A pace that, in the face of other swimmers nearby, waves, wind, etc. that you’re comfortable with. You want to be ready for anything, right? No black line, the ability to sight having practiced it indoors making it a defined part of your stroke when needed.

This must be true even if the water is a little rough. If it’s really rough, perhaps you (and the race director) may need to reevaluate whether or not you should be doing this.

As you’re making your final plans for open water and are trying to make an educated guess of how it will come out, understand that for faster swimmers there isn’t a significant drop off in actual swimming time in calm conditions. For the rest of us, we need to factor in the following:

  1. Water clarity: Unless you’re swimming in Kailua Bay, Hawaii, the water clarity that allows you to see the black line in your pool lane will drop to just a couple of feet. I’ve always considered this a positive as I’d rather not see what’s on the bottom.
  2. Surface conditions: wind and waves. You’re used to a little lane turbulence, especially circle swimming, so unless it’s pretty windy, which may affect your course line, it won’t really interfere with breathing.
  3. Water temperature: unless it’s a summer swim, the water temp will be cooler than you’re used to. If your pool is, say 82 degrees, it can be eye-opening to take your first few strokes at 72 degrees, or even cooler. While there are definitely swimmers who can go wetsuit-less in 60-degree conditions, most will choose not to.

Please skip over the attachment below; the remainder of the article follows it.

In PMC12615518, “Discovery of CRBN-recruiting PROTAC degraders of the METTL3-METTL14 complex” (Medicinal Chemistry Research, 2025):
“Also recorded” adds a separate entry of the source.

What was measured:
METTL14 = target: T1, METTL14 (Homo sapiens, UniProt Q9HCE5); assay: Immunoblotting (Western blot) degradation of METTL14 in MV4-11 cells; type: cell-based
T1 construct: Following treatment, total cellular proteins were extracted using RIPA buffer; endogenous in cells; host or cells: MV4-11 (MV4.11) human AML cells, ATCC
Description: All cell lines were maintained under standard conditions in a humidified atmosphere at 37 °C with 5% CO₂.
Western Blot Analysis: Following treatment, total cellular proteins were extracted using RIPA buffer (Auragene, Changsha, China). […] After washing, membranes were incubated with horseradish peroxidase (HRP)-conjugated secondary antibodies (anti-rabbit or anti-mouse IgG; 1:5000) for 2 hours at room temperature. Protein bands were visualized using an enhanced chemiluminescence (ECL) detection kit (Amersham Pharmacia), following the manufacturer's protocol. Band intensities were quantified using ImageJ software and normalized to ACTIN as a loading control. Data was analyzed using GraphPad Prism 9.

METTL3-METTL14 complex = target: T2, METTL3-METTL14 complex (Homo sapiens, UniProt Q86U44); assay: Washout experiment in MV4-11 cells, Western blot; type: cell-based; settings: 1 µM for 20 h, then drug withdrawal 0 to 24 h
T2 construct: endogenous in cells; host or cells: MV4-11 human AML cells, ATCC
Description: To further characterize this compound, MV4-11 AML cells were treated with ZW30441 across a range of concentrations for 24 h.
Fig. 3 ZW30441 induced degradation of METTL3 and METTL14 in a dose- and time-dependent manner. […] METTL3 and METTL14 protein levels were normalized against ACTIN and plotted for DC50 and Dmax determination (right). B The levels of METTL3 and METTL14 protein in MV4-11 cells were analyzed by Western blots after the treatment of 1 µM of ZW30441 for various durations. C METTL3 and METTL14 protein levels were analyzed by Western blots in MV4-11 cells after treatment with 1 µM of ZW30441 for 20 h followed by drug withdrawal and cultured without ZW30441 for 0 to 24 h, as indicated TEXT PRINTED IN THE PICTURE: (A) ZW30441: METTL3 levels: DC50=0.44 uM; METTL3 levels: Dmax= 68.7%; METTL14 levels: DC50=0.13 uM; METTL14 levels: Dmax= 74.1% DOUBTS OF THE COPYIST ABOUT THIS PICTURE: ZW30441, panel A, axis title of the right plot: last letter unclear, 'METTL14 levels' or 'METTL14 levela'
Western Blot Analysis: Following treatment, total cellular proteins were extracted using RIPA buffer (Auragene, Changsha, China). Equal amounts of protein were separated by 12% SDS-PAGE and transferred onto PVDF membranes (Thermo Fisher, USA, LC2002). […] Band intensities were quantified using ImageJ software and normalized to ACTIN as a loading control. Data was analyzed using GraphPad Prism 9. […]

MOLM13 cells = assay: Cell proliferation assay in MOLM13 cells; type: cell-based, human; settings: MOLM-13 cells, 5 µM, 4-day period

4. Navigation/sighting: it’s an acquired skill. The ability to swim straight, and thus not farther by weaving down the race course, just comes from practice. Many suggest seeing how far down a lane you can swim with your eyes closed before touching a lane line. There are a number of good Youtube videos to teach you, but there’s no substitute for just doing it both in the pool and at open water practice.

Prior to race day preparation, imagining multiple scenarios of choppy water, fatigue, cold/warm conditions, etc. allows you to build and maintain your learned, smooth, steady stroke.

That in turn will allow you to remain calm ensuring your success and your fastest swim. So, while there really is no equation for converting pool times to open water times, there’s a very clear formula for having a safe effort and entering T1 with a smile on your face.

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The Ultimate Full-Distance Training Guide

Training Guide

This guide is designed to be used as you train for a full-distance triathlon, with in-depth information on every part of the process. Each chapter is packed with tips, workouts, and insights from triathlon coaches, to give you all the tools you need to succeed.

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About John Post, MD

Dr. Post has a long history with triathlon including 6 Kona finishes and an Orthopedic Surgery practice in Virginia caring for, among others, injured triathletes. He now enjoys giving back to the sport by being a World Championship Transitions volunteer every October. If you find yourself on the pier in Kona, please stop and say hi to “the man in the red hat.”